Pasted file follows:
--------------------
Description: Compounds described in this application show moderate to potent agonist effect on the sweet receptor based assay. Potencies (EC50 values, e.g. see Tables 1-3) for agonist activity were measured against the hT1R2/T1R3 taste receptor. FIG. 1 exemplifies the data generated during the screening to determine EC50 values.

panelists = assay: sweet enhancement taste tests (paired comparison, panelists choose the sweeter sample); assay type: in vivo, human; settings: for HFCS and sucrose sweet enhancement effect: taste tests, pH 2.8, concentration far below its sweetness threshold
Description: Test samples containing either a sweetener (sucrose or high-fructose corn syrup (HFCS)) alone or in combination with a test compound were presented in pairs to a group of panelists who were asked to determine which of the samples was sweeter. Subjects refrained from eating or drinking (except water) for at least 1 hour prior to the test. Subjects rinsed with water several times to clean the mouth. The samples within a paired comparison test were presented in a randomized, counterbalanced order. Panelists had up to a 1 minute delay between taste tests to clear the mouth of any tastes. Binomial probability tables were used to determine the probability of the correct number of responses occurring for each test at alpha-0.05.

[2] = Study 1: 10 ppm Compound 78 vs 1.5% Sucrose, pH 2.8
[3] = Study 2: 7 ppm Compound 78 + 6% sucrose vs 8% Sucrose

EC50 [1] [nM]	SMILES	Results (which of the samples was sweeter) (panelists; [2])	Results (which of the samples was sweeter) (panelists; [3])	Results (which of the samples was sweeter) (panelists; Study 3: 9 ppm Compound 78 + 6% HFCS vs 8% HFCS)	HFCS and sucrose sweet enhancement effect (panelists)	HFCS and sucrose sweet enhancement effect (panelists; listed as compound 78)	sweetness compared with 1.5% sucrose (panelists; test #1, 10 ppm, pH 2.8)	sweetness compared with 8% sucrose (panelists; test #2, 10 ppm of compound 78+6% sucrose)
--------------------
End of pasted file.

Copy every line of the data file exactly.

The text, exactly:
Description: Compounds described in this application show moderate to potent agonist effect on the sweet receptor based assay. Potencies (EC50 values, e.g. see Tables 1-3) for agonist activity were measured against the hT1R2/T1R3 taste receptor. FIG. 1 exemplifies the data generated during the screening to determine EC50 values.

panelists = assay: sweet enhancement taste tests (paired comparison, panelists choose the sweeter sample); assay type: in vivo, human; settings: for HFCS and sucrose sweet enhancement effect: taste tests, pH 2.8, concentration far below its sweetness threshold
Description: Test samples containing either a sweetener (sucrose or high-fructose corn syrup (HFCS)) alone or in combination with a test compound were presented in pairs to a group of panelists who were asked to determine which of the samples was sweeter. Subjects refrained from eating or drinking (except water) for at least 1 hour prior to the test. Subjects rinsed with water several times to clean the mouth. The samples within a paired comparison test were presented in a randomized, counterbalanced order. Panelists had up to a 1 minute delay between taste tests to clear the mouth of any tastes. Binomial probability tables were used to determine the probability of the correct number of responses occurring for each test at alpha-0.05.

[2] = Study 1: 10 ppm Compound 78 vs 1.5% Sucrose, pH 2.8
[3] = Study 2: 7 ppm Compound 78 + 6% sucrose vs 8% Sucrose

EC50 [1] [nM]	SMILES	Results (which of the samples was sweeter) (panelists; [2])	Results (which of the samples was sweeter) (panelists; [3])	Results (which of the samples was sweeter) (panelists; Study 3: 9 ppm Compound 78 + 6% HFCS vs 8% HFCS)	HFCS and sucrose sweet enhancement effect (panelists)	HFCS and sucrose sweet enhancement effect (panelists; listed as compound 78)	sweetness compared with 1.5% sucrose (panelists; test #1, 10 ppm, pH 2.8)	sweetness compared with 8% sucrose (panelists; test #2, 10 ppm of compound 78+6% sucrose)